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Danielle Heads North; Three Buildings Destroyed

September 25, 1992

HATTERAS, N.C. (AP) _ Tropical Storm Danielle battered North Carolina’s barrier islands today with strong winds and waves that knocked down three beach houses. Other states in the storm’s path were braced.

At noon, Danielle stood about 35 miles southeast of Virginia Beach, Va., and heading north at about 9 mph toward the Delmarva Peninsula, spanning Delaware and parts of Maryland and Virginia.

″With high ... tides during the next several days and strong northeast winds expected across the region, there is the possibility of significant tidal flooding,″ said Tony Petrolito, a meteorologist for the National Weather Service in Norfolk, Va.

Danielle began this morning to flood areas of Virginia Beach. Roads into a low-lying community were closed Thursday night to everyone except emergency crews and residents, police dispatcher Merlin Swartzentruber said.

Gale and coastal flood warnings as well as tropical storm watches were posted as far north as Rhode Island. Tropical storm warnings were in effect from Oregon Inlet, N.C., to Sandy Hook, N.J.

Rainfall totals of 4 to 6 inches are possible in Danielle’s path and the storm was accompanied by 60 mph winds, the weather service said, adding that it expected little change in the storm’s strength in the next 24 hours.

″What people have to remember is that this is not a major storm,″ said Clay Stamp, assistant supervisor of the emergency medical services in Ocean City, Md.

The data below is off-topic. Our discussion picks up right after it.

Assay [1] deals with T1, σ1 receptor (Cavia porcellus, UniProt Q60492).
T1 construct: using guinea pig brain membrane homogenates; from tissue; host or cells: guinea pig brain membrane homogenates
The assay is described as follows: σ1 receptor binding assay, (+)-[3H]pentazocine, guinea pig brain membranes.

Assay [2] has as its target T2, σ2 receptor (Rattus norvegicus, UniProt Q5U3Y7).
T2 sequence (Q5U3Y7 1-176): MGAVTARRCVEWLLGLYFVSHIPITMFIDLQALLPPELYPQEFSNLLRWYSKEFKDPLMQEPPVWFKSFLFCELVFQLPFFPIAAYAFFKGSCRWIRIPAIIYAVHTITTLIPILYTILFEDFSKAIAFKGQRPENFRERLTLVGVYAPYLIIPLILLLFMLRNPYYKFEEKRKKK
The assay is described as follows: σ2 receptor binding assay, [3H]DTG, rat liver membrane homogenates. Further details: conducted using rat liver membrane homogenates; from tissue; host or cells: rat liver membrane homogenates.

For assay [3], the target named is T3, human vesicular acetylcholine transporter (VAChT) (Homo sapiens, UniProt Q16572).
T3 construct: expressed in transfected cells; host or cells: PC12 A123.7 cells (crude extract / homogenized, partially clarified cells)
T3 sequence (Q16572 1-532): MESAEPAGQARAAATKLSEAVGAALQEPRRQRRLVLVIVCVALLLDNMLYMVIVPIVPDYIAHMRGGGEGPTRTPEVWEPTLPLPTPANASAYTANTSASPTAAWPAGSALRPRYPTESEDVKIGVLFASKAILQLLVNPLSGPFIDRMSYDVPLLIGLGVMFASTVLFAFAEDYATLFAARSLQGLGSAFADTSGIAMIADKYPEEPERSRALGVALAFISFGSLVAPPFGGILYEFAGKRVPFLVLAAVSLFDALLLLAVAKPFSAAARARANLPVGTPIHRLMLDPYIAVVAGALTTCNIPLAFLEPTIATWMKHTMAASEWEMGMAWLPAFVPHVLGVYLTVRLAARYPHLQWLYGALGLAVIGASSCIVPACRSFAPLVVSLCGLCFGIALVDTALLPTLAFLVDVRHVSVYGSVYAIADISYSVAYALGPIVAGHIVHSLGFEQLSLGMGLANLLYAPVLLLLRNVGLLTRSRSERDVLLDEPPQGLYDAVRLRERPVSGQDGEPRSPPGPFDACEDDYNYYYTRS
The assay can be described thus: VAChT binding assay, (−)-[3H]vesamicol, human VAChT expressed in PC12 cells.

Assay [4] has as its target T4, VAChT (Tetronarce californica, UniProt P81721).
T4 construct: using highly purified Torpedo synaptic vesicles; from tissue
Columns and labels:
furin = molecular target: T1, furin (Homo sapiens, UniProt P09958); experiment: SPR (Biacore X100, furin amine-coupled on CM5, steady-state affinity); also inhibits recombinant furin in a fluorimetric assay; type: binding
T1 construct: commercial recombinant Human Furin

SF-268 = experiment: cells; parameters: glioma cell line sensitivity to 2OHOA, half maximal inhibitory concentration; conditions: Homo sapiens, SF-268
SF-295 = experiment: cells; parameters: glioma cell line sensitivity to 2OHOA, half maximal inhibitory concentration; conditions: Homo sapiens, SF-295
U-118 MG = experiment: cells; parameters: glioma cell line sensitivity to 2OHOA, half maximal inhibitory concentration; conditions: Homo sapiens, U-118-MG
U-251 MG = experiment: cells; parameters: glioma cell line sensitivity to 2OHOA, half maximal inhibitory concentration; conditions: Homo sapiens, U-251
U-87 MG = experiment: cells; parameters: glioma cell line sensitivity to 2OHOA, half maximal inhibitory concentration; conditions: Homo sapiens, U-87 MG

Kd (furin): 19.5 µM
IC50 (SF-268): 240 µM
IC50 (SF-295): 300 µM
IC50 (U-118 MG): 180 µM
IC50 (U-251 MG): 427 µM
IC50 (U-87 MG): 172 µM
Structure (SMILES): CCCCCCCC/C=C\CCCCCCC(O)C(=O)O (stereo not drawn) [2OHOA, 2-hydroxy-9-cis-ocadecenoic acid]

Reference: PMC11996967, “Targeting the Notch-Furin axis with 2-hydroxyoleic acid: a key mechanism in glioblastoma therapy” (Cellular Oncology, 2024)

In New Jersey, officials kept a wary eye on the storm, closing a few roads and, in one town, schools.

John Polack, the manager of a restaurant on the boardwalk in Bradley Beach, N.J., said people checked the boardwalk ″and they were kind of relieved.″

He said the high tide wasn’t as bad as everybody expected. ″But it’s the evening high tide we’re really worried about,″ he said. ″They said the wind is supposed to be 50 miles an hour. And if it is, that’s when it took half our beach during the last storm in Halloween.″

No evacuations were ordered and none were planned in North Carolina, said Renee Hoffman, spokeswoman for the state Division of Emergency Management.

Waves broke through dunes in many places along North Carolina’s Outer Banks at high tide Thursday night.

An unoccupied cottage in the village of Rodanthe and two houses in south Nags Head collapsed Thursday night, officials said. The buildings were among those damaged by a storm last Halloween.

″We basically have been waiting for it to go,″ Nags Head Deputy Fire Chief Lowell Spivey said.

Beverly Bull, manager of the Cape Hatteras Motel at Buxton, said Thursday night that guests were moved from one room because waves were hitting the building.

The high tide was running 3 to 5 feet above normal but ″this isn’t the tide we’re worried about. We’re worried about the tide tomorrow pushed up by the winds,″ she said.

Residents compared the storm to others that visit the Outer Banks every autumn and winter.

″It’s nothing really bad,″ said truck driver Scott Eatmon.

Forecasters today also tracked Hurricane Charley, far out in the Atlantic.

Charley developed a well-defined eye Thursday and had winds of 100 mph. The system first reached hurricane strength - with top sustained winds of 74 mph - west of the Azores on Wednesday.

At 11 a.m. EDT today, Charley was about 395 miles west-southwest of the Azores. The hurricane was virtually stationary.

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